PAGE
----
Thailand’s energy minister initiates major revamp of energy pricing structure

Photo courtesy of Erik Mclean (Unsplash)

Pirapan Salirathavibhaga, the Deputy Prime Minister and Energy Minister, pledged to initiate a significant revamp of Thailand’s energy pricing structure, beginning with the removal of refined oil import restrictions. His commitment to this overhaul aims to alleviate the current strain of escalating energy costs on the populace.

“I will overhaul the entire system to help ease the current burden of higher energy prices, which in a way will free up people’s lives from the seemingly uncontrollable energy prices. We will be rebuilding a new, fairer energy system for the country, which will ensure energy security and sustainability.”

The result of these adjustments, he declared, should cause the cost of fuel and similar energy forms to descend to more manageable levels.

Nevertheless, he expressed his readiness to confront the expected strong opposition from oil refineries and similar enterprises, admitting that this endeavour would not be a walk in the park. According to him, these entities have been reaping considerable profits from elevated energy prices for an extended period, reports Bangkok Post.

“Those who have long been benefiting substantially from high energy prices and will now have to lose their usual benefits have been sponsoring certain politicians for protection. But I’m not afraid of them since I intend to overhaul the entire system.”

He pointed out that stringent regulations currently prevent the importation of refined oil for sale within the country, an issue that requires rectification. The liberalisation of oil imports is a central strategy intended to exert more control over domestic oil prices.

Energy policies

This approach was among the energy policies announced in Parliament by the Pheu Thai Party-led coalition upon his appointment as energy minister last year.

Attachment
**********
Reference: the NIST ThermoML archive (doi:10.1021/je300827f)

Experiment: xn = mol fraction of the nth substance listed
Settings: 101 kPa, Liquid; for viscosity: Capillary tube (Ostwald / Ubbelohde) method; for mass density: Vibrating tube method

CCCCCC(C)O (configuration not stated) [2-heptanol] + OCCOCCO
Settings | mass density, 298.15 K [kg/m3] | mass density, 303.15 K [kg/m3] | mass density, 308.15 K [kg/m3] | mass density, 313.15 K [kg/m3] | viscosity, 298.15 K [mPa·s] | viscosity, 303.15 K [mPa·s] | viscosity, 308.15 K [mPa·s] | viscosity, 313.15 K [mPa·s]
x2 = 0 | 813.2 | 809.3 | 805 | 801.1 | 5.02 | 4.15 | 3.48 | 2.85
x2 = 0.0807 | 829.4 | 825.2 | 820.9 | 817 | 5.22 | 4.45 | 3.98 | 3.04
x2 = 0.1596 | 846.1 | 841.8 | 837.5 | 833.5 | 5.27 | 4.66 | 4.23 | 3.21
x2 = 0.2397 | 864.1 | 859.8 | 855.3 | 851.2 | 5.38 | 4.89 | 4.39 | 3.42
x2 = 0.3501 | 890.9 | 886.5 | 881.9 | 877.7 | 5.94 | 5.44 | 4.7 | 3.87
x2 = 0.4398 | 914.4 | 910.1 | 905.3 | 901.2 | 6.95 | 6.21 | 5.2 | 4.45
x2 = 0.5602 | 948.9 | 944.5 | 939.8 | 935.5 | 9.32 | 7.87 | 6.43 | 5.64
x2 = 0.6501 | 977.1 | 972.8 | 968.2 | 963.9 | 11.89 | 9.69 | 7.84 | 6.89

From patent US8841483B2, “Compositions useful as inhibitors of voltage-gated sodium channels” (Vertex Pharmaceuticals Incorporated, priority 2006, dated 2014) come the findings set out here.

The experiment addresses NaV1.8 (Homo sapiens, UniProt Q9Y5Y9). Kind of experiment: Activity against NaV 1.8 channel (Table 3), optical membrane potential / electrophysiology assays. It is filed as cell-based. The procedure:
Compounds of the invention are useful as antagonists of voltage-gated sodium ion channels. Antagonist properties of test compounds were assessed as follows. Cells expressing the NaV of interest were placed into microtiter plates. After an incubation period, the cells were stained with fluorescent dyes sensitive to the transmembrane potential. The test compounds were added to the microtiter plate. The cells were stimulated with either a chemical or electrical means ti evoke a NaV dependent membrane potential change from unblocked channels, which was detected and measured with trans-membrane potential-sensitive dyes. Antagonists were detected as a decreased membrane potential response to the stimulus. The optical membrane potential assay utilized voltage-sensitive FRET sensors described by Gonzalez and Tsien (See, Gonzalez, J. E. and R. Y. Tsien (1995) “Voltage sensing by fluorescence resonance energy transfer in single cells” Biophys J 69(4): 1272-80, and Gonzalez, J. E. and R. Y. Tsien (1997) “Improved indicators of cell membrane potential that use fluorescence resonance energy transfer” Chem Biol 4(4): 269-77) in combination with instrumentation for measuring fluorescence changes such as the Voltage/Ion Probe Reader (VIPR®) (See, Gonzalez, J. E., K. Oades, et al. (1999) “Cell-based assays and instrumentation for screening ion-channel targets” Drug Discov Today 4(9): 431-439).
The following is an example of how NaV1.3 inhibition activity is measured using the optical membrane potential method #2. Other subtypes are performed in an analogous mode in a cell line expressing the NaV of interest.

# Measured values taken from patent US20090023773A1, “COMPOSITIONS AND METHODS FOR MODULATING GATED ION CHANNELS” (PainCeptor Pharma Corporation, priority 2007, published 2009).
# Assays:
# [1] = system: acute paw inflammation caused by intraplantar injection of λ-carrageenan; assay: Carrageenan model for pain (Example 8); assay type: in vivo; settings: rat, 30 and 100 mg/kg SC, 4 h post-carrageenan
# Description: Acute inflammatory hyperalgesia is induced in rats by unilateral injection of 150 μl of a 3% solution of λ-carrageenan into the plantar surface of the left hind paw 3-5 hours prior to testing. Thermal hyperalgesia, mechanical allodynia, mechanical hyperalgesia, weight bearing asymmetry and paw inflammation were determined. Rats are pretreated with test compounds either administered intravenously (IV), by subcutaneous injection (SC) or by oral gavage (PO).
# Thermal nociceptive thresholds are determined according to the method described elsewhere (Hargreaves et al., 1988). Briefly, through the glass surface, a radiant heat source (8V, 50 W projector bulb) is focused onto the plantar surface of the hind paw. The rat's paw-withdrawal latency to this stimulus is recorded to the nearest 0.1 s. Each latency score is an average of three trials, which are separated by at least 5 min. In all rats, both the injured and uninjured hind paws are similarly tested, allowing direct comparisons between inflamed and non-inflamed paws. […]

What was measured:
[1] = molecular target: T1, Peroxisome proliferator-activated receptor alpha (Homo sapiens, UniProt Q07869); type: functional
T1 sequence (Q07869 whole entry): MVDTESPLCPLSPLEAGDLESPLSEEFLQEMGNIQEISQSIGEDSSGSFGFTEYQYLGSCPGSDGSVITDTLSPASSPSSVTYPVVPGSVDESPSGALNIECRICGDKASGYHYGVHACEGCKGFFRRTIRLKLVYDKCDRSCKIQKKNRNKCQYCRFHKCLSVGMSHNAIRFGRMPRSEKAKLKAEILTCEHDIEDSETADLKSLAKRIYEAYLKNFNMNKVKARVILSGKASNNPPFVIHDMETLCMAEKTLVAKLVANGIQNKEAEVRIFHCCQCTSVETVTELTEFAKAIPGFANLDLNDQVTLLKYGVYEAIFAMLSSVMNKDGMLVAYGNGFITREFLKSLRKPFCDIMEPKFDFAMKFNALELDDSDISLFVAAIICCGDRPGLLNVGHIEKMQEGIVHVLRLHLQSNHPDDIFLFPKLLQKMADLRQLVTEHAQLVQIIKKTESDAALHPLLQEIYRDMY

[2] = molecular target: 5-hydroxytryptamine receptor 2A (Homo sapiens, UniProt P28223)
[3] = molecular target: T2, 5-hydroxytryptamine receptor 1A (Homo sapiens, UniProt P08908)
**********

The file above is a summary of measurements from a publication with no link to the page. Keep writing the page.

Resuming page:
He remarked that work on this front has already started, although it has yet to gain media attention. Pirapan disclosed that he had already successfully advocated for the transfer of natural gas harvested and processed in the Gulf of Thailand, a move aimed at boosting profits for the gas sector supplying power plants and other energy producers.

The Cabinet, on December 19 of the previous year, approved a Ministry of Energy proposal to maintain the diesel price below 30 baht (US$0.87) per litre and limit the electricity tariff at 3.99 baht (US$0.12) per kilowatt-hour for households consuming no more than 300 units monthly.

As a new year’s gift, the government consented to keep the diesel price below 30 baht (US$0.87) per litre and liquefied petroleum gas and cooking gas at 423 baht (US$12.33) per 15 kilogramme for three months.

Concerning electricity, the government sanctioned the proposal to cap the electricity tariff at 3.99 baht (US$0.12) per unit for those consuming less than 300 units from January to April, a move expected to benefit around 17 million households. As a result, the electricity price during this period will not surpass 4.20 baht (US$0.12) per unit, with the vulnerable group, consuming less than 300 units monthly, paying the existing rate of 3.99 baht (US$0.12) per unit.

Concerning diesel and petrol, the retail price of diesel will remain under 30 baht (US$0.87) per litre for another three months, while the reduction in the price of petrol will continue until the end of January.

Energy prices

According to Pirapan, these efforts to reduce energy prices would not have been possible without the full backing of Prime Minister Srettha Thavisin, who serves as the chairman of the National Energy Policy Committee (NEPC). He pointed out that the high energy prices are a significant factor in the rising cost of living, a major issue that the government is striving to mitigate while simultaneously stimulating the economy through various policies.

In the coming months, he anticipates more strategies to be implemented to further reduce energy prices for specific groups. Among these groups, he mentioned, are farmers who might be provided with low-cost oil, currently being offered to fishermen.

In related news, Thailand’s energy ministry is revising fuel regulations for consumer protection.

Thailand News

Mitch Connor

Mitch is a Bangkok resident, having relocated from Southern California, via Florida in 2022. He studied journalism before dropping out of college to teach English in South America. After returning to the US, he spent 4 years working for various online publishers before moving to Thailand.

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